Re: [xmca] wikis, textbooks, developing countries, impoverished US schools

From: Mike Cole (lchcmike@gmail.com)
Date: Sat Sep 16 2006 - 17:09:09 PDT


Sounds like a Gates foundation project to me. People earning 1.00$ per day
with no electricity are not likely to have access even to
the relatively accessible techs.

Then add malnutrition, unemployment, land mines, a GREAT leader on
preventing aids, .........
mike

On 9/16/06, Tony Whitson <twhitson@udel.edu> wrote:
>
> Carol,
> Yes, these surely are problems.
> There are some people making an effort: for example, the $100 computer
> that does not require an electricity source (there's a hand crack to
> charge a battery). See:
> http://www.newscientisttech.com/article/dn8338
>
> I have a Canadian friend who developed a program for retooling discarded
> old-version computers to run on Linux, so the whole package would be much
> less expensive. He was meeting with a VP of an African country about them
> using it. I'm told that Micro$oft swooped in and preempted that with some
> sweet deal for the government.
>
> I think our public schools systems should make a social choice to
> standardize on Linux and JUST SAY NO to the never-ending path of continual
> obsolesence and upgrading on Micro$soft systems. If we did that, we could
> do everything that we need to do for educational purposes on much less
> expensive systems, and the developing of such a market would create a
> demand for reasonable systems economically available to other populations
> as well, outside of schools.
>
> BTW, the $100-laptop program makes its machines available to geographic
> areas that commit to 100% distribution to the school children of that
> area.
>
> On Wed, 13 Sep 2006, Carol Macdonald wrote:
>
> > Hi Tony:
> > I find you argument interesting to read. However, I would like to put
> you
> > in the picture in our rural Black schools. They don't have any access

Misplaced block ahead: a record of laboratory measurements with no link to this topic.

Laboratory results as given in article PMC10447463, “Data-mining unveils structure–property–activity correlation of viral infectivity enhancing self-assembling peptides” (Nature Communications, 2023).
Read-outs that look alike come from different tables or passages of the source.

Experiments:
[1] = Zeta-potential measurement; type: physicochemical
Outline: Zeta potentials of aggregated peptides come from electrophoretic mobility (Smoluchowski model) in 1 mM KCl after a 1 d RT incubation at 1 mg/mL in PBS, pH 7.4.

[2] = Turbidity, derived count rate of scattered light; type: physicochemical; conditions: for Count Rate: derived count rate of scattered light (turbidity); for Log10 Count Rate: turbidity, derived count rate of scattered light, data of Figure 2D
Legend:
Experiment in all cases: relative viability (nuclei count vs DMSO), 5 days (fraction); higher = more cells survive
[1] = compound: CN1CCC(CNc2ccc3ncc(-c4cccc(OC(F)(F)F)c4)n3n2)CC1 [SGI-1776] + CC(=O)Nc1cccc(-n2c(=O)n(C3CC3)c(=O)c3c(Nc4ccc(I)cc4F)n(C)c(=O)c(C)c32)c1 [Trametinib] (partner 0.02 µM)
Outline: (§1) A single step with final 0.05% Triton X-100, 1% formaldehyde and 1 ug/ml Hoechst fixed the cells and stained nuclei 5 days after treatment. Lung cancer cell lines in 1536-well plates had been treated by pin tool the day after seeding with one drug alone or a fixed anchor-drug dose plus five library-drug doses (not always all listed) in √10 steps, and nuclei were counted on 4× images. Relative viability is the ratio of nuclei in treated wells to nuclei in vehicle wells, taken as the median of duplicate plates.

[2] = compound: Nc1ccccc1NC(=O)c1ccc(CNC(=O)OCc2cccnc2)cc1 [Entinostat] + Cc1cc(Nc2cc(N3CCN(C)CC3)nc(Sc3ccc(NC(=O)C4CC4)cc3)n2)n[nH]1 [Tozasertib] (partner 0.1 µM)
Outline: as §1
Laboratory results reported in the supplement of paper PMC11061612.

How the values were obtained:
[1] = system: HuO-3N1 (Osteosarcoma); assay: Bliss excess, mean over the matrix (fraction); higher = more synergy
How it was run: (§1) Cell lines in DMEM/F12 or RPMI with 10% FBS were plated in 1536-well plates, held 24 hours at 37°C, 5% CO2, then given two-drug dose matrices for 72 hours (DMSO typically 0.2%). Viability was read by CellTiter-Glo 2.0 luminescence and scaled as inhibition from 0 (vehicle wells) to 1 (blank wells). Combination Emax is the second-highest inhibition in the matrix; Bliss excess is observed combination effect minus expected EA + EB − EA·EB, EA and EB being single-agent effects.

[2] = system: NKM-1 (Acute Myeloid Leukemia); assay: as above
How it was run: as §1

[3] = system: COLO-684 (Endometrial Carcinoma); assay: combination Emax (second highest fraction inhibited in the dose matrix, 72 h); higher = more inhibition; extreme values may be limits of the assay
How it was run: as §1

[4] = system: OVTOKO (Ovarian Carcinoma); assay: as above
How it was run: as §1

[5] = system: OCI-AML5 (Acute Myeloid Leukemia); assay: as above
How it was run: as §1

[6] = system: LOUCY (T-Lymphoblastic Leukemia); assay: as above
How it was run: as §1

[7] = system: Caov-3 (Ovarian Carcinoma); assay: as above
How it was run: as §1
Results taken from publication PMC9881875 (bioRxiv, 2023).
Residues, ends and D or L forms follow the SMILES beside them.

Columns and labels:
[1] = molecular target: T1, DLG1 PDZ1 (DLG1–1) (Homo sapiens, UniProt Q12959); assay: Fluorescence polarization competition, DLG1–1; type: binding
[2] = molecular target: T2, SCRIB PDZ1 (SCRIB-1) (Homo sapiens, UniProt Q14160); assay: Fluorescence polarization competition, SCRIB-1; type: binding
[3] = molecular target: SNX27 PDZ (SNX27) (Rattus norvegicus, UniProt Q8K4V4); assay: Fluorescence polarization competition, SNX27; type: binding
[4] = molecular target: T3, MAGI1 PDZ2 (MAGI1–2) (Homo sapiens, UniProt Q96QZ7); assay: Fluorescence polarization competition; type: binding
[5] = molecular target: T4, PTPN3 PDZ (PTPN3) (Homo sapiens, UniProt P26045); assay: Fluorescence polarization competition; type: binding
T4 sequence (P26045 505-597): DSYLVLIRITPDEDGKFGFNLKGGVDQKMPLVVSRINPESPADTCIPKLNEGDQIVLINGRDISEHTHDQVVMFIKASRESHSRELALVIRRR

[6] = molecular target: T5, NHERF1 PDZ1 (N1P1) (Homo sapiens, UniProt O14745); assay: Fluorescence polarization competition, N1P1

> to
> > computers (there may be no electricity) and they are unlikely to receive
> > textbooks--or sometimes near the end of the school year. So, they can't
> > even access wiki. Of course the better school in the suburbs have
> > electricity and computers, and so it's the case of the rich getting
> > richer... In the Grade 12 exams all the students have to show
> competence on
> > using Work as well as Excell, and this is manifestly unfair to those
> > students who have never seen a computer. Universities tend to ignore
> these
> > marks, as well they might.
> > Carol
> >
> > On 9/12/06, Tony Whitson <twhitson@udel.edu> wrote:
> >>
> >> I see that I should have done a better job with the SUBJECT line of
> that
> >> post. It's about inequality and opportunity, not just about media and
> >> technology.
> >>
> >> On Tue, 12 Sep 2006, Tony Whitson wrote:
> >>
> >> > See
> >>
> >> http://tonywhitson.edublogs.org/2006/09/12/wikis-textbooks/
> >>
> >> > for links
> >> >
> >> > An article in Teachers College Press reports on the lack of adequate
> >> > textbooks in California's public schools especially in financially
> >> less
> >> > well-off communities. The authors have been sharply critical of
> >> high-stakes
> >> > consequences being imposed by NCLB on students in schools without the
> >> > resources needed for an education that measures up to the state's
> >> standards.
> >> >
> >> > Meanwhile, NewScientist online reports that 'Students in developing
> >> countries
> >> > are to get free textbooks written using "wiki" technology that lets
> >> anyone
> >> > add to or edit an online document.'
> >> >
> >> > This suggests two possibilities:
> >> >
> >> > 1. Maybe California students would be better off ; and
> >> >
> >> > 2. Maybe all students would be better off if they could use
> wiki-style
> >> > textbooks developed by, say, scientists and science teachers, or
> >> historians
> >> > and history teachers, instead of the textbooks being marketed by
> >> commercial
> >> > publishers. There are people who would be terrified by this prospect;
> >> there
> >> > are also legitimate concerns.
> >> >
> >> > What do you think?
> >> >
> >> > Tony Whitson
> >> > UD School of Education
> >> > NEWARK DE 19716
> >> >
> >> > twhitson@udel.edu
> >> > _______________________________
> >> >
> >> > "those who fail to reread
> >> > are obliged to read the same story everywhere"
> >> > -- Roland Barthes, S/Z (1970)
> >>
> >> Tony Whitson
> >> UD School of Education
> >> NEWARK DE 19716
> >>
> >> twhitson@udel.edu
> >> _______________________________
> >>
> >> "those who fail to reread
> >> are obliged to read the same story everywhere"
> >> -- Roland Barthes, S/Z (1970)
> >>
> >> _______________________________________________
> >> xmca mailing list
> >> xmca@weber.ucsd.edu
> >> http://dss.ucsd.edu/mailman/listinfo/xmca
> >>
> >>
> >>
> > _______________________________________________
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> >
>
> Tony Whitson
> UD School of Education
> NEWARK DE 19716
>
> twhitson@udel.edu
> _______________________________
>
> "those who fail to reread
> are obliged to read the same story everywhere"
> -- Roland Barthes, S/Z (1970)
>
> _______________________________________________
> xmca mailing list
> xmca@weber.ucsd.edu
> http://dss.ucsd.edu/mailman/listinfo/xmca
>
>
>
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